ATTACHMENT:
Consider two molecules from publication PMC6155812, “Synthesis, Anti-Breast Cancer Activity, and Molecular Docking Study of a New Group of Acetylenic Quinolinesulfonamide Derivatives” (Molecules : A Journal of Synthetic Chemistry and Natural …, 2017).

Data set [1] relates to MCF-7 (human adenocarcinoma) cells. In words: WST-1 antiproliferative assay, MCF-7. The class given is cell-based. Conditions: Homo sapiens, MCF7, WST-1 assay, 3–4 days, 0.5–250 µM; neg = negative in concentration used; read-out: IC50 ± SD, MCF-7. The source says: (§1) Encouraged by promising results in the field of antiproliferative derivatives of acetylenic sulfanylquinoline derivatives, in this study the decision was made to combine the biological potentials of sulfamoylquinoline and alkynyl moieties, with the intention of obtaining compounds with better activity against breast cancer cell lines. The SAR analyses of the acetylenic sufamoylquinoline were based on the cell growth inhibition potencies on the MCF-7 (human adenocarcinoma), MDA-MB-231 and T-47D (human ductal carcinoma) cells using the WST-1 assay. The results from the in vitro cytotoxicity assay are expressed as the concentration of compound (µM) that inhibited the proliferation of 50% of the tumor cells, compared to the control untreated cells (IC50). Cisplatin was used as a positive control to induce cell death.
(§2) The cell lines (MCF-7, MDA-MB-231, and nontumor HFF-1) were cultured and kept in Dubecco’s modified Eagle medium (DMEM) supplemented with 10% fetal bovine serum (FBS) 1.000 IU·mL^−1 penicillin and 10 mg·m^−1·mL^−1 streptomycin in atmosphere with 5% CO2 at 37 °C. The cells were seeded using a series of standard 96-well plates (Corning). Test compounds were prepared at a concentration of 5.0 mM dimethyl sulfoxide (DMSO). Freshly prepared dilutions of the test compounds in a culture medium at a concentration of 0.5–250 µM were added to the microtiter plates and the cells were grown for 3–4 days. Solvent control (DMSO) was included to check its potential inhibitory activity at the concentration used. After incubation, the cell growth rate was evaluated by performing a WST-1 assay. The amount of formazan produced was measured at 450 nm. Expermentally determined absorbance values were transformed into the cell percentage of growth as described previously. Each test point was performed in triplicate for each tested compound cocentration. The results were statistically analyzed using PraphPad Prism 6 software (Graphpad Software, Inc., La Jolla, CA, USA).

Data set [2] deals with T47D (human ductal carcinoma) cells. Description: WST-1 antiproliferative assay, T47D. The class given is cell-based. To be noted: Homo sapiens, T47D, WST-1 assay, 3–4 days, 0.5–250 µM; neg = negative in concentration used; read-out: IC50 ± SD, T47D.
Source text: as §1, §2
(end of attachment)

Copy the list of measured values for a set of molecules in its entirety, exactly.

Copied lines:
Consider two molecules from publication PMC6155812, “Synthesis, Anti-Breast Cancer Activity, and Molecular Docking Study of a New Group of Acetylenic Quinolinesulfonamide Derivatives” (Molecules : A Journal of Synthetic Chemistry and Natural …, 2017).

Data set [1] relates to MCF-7 (human adenocarcinoma) cells. In words: WST-1 antiproliferative assay, MCF-7. The class given is cell-based. Conditions: Homo sapiens, MCF7, WST-1 assay, 3–4 days, 0.5–250 µM; neg = negative in concentration used; read-out: IC50 ± SD, MCF-7. The source says: (§1) Encouraged by promising results in the field of antiproliferative derivatives of acetylenic sulfanylquinoline derivatives, in this study the decision was made to combine the biological potentials of sulfamoylquinoline and alkynyl moieties, with the intention of obtaining compounds with better activity against breast cancer cell lines. The SAR analyses of the acetylenic sufamoylquinoline were based on the cell growth inhibition potencies on the MCF-7 (human adenocarcinoma), MDA-MB-231 and T-47D (human ductal carcinoma) cells using the WST-1 assay. The results from the in vitro cytotoxicity assay are expressed as the concentration of compound (µM) that inhibited the proliferation of 50% of the tumor cells, compared to the control untreated cells (IC50). Cisplatin was used as a positive control to induce cell death.
(§2) The cell lines (MCF-7, MDA-MB-231, and nontumor HFF-1) were cultured and kept in Dubecco’s modified Eagle medium (DMEM) supplemented with 10% fetal bovine serum (FBS) 1.000 IU·mL^−1 penicillin and 10 mg·m^−1·mL^−1 streptomycin in atmosphere with 5% CO2 at 37 °C. The cells were seeded using a series of standard 96-well plates (Corning). Test compounds were prepared at a concentration of 5.0 mM dimethyl sulfoxide (DMSO). Freshly prepared dilutions of the test compounds in a culture medium at a concentration of 0.5–250 µM were added to the microtiter plates and the cells were grown for 3–4 days. Solvent control (DMSO) was included to check its potential inhibitory activity at the concentration used. After incubation, the cell growth rate was evaluated by performing a WST-1 assay. The amount of formazan produced was measured at 450 nm. Expermentally determined absorbance values were transformed into the cell percentage of growth as described previously. Each test point was performed in triplicate for each tested compound cocentration. The results were statistically analyzed using PraphPad Prism 6 software (Graphpad Software, Inc., La Jolla, CA, USA).

Data set [2] deals with T47D (human ductal carcinoma) cells. Description: WST-1 antiproliferative assay, T47D. The class given is cell-based. To be noted: Homo sapiens, T47D, WST-1 assay, 3–4 days, 0.5–250 µM; neg = negative in concentration used; read-out: IC50 ± SD, T47D.
Source text: as §1, §2